Three former dancers have filed a suit against Lizzo, accusing the singer of sexual harassment and creating a hostile work environment.
Grammy-award winning singer Lizzo is being sued by three former dancers for allegedly creating a hostile work environment.
The dancers claim they had to endure weight-shaming, sexually denigrating behavior and pressure to participate in disturbing sex shows. They also allege that she pressured one of them to touch a nude performer at an Amsterdam club and subjected the group to an “excruciating” audition after leveling false accusations that they were drinking on the job.
Plaintiffs Arianna Davis and Crystal Williams claim in the lawsuit filed Tuesday (August 1) that they were eventually fired while the third plaintiff, Noelle Rodriguez, resigned over Lizzo’s “stunning” behavior.
According to NBC, "the suit also accuses the captain of Lizzo’s dance team of proselytizing to other performers and deriding those who had premarital sex while sharing lewd sexual fantasies, simulating oral sex and publicly discussing the virginity of one of the plaintiffs."
The defendant's lawyer, Ron Zambrano, stated the alleged hypocrisy of Lizzo's public support of body-positivity and the allegations made against her. "The stunning nature of how Lizzo and her management team treated their performers seems to go against everything Lizzo stands for publicly, while privately she weight-shames her dancers and demeans them in ways that are not only illegal but absolutely demoralizing."
Davis and another former dancer, Crystal Williams, began performing with Lizzo after competing on her Amazon reality show, Watch Out for the Big Grrrls, in 2021, according to the suit. The dancers were later fired.
The third, Noelle Rodriguez, was hired the same year after performing in the video “Rumors,” the suit says. Rodriguez resigned earlier this year.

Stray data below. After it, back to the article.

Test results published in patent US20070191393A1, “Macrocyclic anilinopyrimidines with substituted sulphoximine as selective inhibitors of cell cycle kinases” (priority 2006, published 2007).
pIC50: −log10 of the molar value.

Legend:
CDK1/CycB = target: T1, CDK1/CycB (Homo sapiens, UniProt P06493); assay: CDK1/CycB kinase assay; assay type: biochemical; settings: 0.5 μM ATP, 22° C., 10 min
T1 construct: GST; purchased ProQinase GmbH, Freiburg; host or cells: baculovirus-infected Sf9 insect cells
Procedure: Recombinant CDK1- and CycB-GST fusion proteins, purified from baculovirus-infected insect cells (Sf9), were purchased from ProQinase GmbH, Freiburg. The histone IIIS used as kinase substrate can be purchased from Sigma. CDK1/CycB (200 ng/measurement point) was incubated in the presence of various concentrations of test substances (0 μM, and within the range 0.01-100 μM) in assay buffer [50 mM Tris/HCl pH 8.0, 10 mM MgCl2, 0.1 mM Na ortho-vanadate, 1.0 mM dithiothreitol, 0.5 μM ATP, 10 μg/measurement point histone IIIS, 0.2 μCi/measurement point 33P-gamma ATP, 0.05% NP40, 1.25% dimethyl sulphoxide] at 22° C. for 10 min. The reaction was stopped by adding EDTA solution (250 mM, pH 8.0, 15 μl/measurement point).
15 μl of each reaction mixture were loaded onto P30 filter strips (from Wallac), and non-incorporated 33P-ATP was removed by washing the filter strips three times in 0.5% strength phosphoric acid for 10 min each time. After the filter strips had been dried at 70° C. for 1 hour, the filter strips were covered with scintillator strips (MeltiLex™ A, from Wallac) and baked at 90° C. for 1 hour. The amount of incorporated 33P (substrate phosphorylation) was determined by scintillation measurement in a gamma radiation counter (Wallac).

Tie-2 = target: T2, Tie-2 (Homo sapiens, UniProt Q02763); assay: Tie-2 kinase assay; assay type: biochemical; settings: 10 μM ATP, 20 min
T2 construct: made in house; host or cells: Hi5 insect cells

Davis also sued the production company and Lizzo for disability discrimination. The dancer claimed that Lizzo called attention to the dancer’s weight in a “thinly veiled” comment about her seeming “less committed” to her work following a SXSW performance. Davis claimed Lizzo was “relentless” in asking her to disclose which “personal issues” she was dealing with, and therefore, Davis disclosed that she was struggling with anxiety, depression, and had been diagnosed with binge eating disorder. The lawsuit states:
In response, Lizzo and [choreographer Tanisha] Scott dismissively offered Ms. Davis time off of rehearsals to attend therapy. This offer seemed strange to Ms. Davis and made her feel like if she accepted the time off, Lizzo and BGBT would see her as too weak to continue as a member of the dance cast. Accordingly, Ms. Davis declined, thinking it was the only way she could keep her job. This meeting took place immediately before a show and although Ms. Davis was hurt and emotionally drained by being forced to tell her employers about personal struggles, she still went out and performed that night.
Williams claims to have lost her job after speaking up at a rehearsal where she challenged Lizzo’s assertion that the dancers drink before rehearsals. Davis recorded an April 27 meeting, claiming to do so because of a stress-induced eye condition. When Lizzo learned of the recording, the lawsuit claims she expressed outrage at an emergency meeting where Davis acknowledged making the recording. Davis said Lizzo fired her on the spot. Davis alleged false imprisonment against the production company, claiming she was forced to remain in the room so her phone could be searched.
The suit does not specify a dollar amount for damages that cover emotional distress including unpaid wages, loss of earnings and attorney’s fees.